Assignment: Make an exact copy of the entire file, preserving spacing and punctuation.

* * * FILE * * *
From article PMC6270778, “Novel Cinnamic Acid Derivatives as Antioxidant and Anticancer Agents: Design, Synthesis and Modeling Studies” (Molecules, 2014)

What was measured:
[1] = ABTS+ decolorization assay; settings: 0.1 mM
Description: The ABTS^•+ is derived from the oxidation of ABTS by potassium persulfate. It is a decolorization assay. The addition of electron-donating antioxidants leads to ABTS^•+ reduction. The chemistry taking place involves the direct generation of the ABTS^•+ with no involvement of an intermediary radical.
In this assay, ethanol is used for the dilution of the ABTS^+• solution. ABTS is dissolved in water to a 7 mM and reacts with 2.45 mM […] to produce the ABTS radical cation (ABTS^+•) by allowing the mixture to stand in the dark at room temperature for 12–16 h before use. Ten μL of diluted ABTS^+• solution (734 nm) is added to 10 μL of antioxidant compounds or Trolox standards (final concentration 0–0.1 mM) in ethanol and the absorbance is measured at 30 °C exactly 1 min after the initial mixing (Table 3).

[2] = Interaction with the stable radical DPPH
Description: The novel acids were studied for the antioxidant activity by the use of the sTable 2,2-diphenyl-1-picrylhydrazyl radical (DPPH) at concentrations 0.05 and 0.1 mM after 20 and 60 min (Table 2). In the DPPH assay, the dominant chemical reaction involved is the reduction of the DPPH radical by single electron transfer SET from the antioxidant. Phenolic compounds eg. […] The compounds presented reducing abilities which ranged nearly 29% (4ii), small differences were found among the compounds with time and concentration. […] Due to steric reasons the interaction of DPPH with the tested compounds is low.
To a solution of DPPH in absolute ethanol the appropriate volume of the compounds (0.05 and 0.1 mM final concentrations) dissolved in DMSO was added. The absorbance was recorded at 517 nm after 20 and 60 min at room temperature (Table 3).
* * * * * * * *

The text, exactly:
From article PMC6270778, “Novel Cinnamic Acid Derivatives as Antioxidant and Anticancer Agents: Design, Synthesis and Modeling Studies” (Molecules, 2014)

What was measured:
[1] = ABTS+ decolorization assay; settings: 0.1 mM
Description: The ABTS^•+ is derived from the oxidation of ABTS by potassium persulfate. It is a decolorization assay. The addition of electron-donating antioxidants leads to ABTS^•+ reduction. The chemistry taking place involves the direct generation of the ABTS^•+ with no involvement of an intermediary radical.
In this assay, ethanol is used for the dilution of the ABTS^+• solution. ABTS is dissolved in water to a 7 mM and reacts with 2.45 mM […] to produce the ABTS radical cation (ABTS^+•) by allowing the mixture to stand in the dark at room temperature for 12–16 h before use. Ten μL of diluted ABTS^+• solution (734 nm) is added to 10 μL of antioxidant compounds or Trolox standards (final concentration 0–0.1 mM) in ethanol and the absorbance is measured at 30 °C exactly 1 min after the initial mixing (Table 3).

[2] = Interaction with the stable radical DPPH
Description: The novel acids were studied for the antioxidant activity by the use of the sTable 2,2-diphenyl-1-picrylhydrazyl radical (DPPH) at concentrations 0.05 and 0.1 mM after 20 and 60 min (Table 2). In the DPPH assay, the dominant chemical reaction involved is the reduction of the DPPH radical by single electron transfer SET from the antioxidant. Phenolic compounds eg. […] The compounds presented reducing abilities which ranged nearly 29% (4ii), small differences were found among the compounds with time and concentration. […] Due to steric reasons the interaction of DPPH with the tested compounds is low.
To a solution of DPPH in absolute ethanol the appropriate volume of the compounds (0.05 and 0.1 mM final concentrations) dissolved in DMSO was added. The absorbance was recorded at 517 nm after 20 and 60 min at room temperature (Table 3).